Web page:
Slots Cheat Exposes Tricks of the Trade at Las Vegas Mob Museum

Throughout the years, slot machine manufacturers have found newer and more productive ways to secure their devices against duplicitous gamblers. Conversely, the world’s most innovative slots cheats have always found ways to undermine that technology, bilking the casinos out of millions of dollars.

Mug Shots of Las Vegas Slots Cheat Dick Charlesworth
Dick Charlesworth Mug Shots
photo Steve Marcus, LasVegasSun
That was the focus of a unique event held at the Las Vegas Mob Museum on Tuesday, June 28, entitled “Stolen Jackpots: How Slot Cheating Rings Raked in Millions“.

A special guest on the panel, Dick Charlesworth stole the spotlight at the show. Charlesworth is a retired slots cheat, and an apparent humorist, who had the crowd in stitches yesterday as he walked them through a series of his most effective tactics over the years.

Charlesworth was referred to by the Mob Museum as “one of the most prolific slot cheats in Las Vegas history.” Fortunately for game manufacturers and casino operators alike, he’s been in retirement for the last 20 years.

A series of videos were exhibited during the event, including a reel of surveillance tape depicting slots cheats in action. The audience particularly enjoyed a slideshow of Charlesworth’s myriad mug shots over the years, quipping to one, “I think I still have that shirt.”

Dick Charlesworth: Life of a Slots Cheat

Charlesworth’s life of duplicity began as a teenager. His father owned slot machines, and when he pressed his son into choosing a career path, Dick (somewhat jokingly) replied, “Maybe I want to be a burglar.” His father didn’t laugh.

Instead, he introduced Charlesworth to “the right people to teach him” how to cheat the casinos. Before long, he was traveling the country, syphoning countless coins from casino slot machines, and eventually tying in with one of the most notorious organized casino cheat groups in Las Vegas history, known as the Nikrasch Clan.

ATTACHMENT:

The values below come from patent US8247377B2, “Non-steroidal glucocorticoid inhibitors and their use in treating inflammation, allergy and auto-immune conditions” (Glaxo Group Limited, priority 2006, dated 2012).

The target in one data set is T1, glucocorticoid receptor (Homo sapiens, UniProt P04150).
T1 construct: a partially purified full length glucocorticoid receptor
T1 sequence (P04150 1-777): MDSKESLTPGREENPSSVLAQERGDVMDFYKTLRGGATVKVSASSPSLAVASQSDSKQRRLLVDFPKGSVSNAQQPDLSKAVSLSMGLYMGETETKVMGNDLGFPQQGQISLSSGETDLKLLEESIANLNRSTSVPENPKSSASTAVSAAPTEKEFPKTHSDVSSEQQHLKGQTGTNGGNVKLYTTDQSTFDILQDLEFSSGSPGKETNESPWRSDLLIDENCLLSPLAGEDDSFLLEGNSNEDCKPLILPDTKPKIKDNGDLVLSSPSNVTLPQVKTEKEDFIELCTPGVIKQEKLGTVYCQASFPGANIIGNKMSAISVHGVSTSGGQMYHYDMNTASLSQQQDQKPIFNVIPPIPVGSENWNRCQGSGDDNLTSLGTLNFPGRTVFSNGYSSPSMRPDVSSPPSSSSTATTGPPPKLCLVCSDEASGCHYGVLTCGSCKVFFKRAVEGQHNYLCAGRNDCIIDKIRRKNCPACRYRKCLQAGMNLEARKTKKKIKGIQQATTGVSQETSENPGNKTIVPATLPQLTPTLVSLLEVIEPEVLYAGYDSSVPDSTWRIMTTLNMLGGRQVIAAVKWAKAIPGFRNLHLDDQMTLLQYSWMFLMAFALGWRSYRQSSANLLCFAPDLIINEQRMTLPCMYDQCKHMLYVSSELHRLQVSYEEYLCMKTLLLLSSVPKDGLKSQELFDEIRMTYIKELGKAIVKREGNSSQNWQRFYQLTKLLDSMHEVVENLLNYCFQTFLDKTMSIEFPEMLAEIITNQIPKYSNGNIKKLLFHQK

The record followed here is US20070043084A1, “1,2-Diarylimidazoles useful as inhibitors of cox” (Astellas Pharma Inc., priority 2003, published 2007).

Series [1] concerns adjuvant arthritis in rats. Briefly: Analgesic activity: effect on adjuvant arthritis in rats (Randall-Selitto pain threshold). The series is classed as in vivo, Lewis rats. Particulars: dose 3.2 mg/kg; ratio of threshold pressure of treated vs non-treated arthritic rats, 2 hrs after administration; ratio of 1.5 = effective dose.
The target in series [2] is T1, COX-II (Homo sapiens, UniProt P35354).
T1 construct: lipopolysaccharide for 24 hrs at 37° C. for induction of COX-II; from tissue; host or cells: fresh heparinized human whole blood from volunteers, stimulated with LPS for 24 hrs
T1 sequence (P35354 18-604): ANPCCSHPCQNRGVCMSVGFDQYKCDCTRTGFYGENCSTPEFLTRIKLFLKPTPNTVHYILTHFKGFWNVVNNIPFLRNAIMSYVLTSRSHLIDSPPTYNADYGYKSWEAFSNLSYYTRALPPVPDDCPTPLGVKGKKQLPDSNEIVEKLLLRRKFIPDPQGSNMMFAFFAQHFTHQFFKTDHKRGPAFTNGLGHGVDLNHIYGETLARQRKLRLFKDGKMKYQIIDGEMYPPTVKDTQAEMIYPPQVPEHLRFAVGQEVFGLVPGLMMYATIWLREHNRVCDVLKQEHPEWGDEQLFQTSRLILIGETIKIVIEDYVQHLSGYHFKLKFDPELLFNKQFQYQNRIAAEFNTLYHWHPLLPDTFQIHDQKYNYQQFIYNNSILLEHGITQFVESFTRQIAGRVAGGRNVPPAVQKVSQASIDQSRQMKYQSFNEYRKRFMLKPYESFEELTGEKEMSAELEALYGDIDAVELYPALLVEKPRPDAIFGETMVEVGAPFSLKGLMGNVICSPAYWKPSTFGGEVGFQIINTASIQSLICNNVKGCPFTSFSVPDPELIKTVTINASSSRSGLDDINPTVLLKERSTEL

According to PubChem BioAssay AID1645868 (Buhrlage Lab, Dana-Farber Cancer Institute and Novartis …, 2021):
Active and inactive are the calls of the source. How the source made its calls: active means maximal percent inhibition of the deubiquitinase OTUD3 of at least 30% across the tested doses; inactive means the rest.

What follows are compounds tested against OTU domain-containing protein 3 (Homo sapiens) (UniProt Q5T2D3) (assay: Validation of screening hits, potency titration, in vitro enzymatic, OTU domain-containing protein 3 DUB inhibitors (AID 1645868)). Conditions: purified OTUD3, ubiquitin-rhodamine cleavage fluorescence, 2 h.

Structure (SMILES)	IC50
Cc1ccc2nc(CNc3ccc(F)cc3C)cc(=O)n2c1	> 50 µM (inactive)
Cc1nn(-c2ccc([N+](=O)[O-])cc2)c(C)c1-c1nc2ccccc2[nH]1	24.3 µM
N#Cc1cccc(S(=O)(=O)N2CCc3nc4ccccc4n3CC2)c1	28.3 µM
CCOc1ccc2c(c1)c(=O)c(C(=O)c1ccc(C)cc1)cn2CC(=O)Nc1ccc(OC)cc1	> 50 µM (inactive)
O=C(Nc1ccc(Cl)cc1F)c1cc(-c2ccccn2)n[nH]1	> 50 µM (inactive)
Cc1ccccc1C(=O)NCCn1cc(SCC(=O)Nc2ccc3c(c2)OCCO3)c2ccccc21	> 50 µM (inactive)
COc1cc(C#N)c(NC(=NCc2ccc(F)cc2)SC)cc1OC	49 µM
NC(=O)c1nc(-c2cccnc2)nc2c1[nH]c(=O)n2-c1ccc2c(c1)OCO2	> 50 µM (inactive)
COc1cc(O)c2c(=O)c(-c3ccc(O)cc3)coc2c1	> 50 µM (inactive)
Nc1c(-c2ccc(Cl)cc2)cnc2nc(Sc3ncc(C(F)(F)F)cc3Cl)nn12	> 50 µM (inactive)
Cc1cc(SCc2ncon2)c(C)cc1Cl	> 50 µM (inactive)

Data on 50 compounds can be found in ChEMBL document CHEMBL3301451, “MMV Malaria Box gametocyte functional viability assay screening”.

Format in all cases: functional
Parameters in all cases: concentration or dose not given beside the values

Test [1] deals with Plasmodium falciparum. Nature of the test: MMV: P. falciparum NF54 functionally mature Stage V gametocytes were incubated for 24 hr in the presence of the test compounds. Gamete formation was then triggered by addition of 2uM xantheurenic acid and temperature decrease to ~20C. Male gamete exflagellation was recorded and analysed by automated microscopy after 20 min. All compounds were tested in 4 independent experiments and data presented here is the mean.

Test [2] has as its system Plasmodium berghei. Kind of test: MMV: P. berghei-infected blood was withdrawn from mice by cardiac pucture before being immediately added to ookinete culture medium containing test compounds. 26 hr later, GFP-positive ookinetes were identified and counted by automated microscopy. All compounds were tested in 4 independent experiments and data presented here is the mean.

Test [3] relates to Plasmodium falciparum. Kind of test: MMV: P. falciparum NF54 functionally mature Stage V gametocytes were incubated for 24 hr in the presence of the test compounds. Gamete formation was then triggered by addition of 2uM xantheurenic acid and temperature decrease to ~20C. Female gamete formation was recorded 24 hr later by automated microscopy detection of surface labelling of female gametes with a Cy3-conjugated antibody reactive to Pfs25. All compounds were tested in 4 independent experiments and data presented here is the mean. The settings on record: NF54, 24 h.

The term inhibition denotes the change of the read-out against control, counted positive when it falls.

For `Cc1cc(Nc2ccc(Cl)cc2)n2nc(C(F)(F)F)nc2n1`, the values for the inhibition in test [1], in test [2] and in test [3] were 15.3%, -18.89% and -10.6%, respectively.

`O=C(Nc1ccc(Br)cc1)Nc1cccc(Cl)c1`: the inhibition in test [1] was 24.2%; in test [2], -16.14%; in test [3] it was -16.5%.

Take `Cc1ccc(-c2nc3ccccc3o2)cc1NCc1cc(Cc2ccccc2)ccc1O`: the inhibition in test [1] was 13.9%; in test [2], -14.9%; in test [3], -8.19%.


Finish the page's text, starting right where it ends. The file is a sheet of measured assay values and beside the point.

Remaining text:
He shared one story in particular when he and his clan went all over Las Vegas winning slots jackpots that awarded brand new cars. Charlesworth said he won a new car from a different casino every 6 weeks, and that before long, he had so many cars that when he crashed one in a parking lot, he simply left it behind.

Common Devices of Yesteryear Used to Cheat the Slots

Back in the days when slot machines still accepted and paid in coins, illicit gamblers found many ways to deceive them. The Nevada Gaming Control Board’s Deputy Chief of Special Investigations, James Taylor, showed off a few of the most common devices at the Las Vegas Mob Museum.One was referred to as The Yo-Yo; a simple tool that involved a string tied around a coin. The gambler would simply insert the coin, then manipulate it to trick the machine into thinking numerous coins were being deposited.

Shaved Coins were also popular. By simply grinding a coin down to a precise grade, the machine would reject it and spit it back out… but not before registering it as a genuine credit.

A somewhat more sophisticated invention was known as the Monkey Paw. It consisted of a bent metal paw attached to a guitar string that could be inserted, compelling the machine to release coins.

Devices Used to Cheat the Slots
photo Steve Marcus, LasVegasSun

Of course, none of these devices are in use by slots cheats today, as the technology used to secure gaming machines has advanced tenfold. The vast majority of them now use ticket-in, ticket-out printers, as well, eliminating the use of coins altogether.

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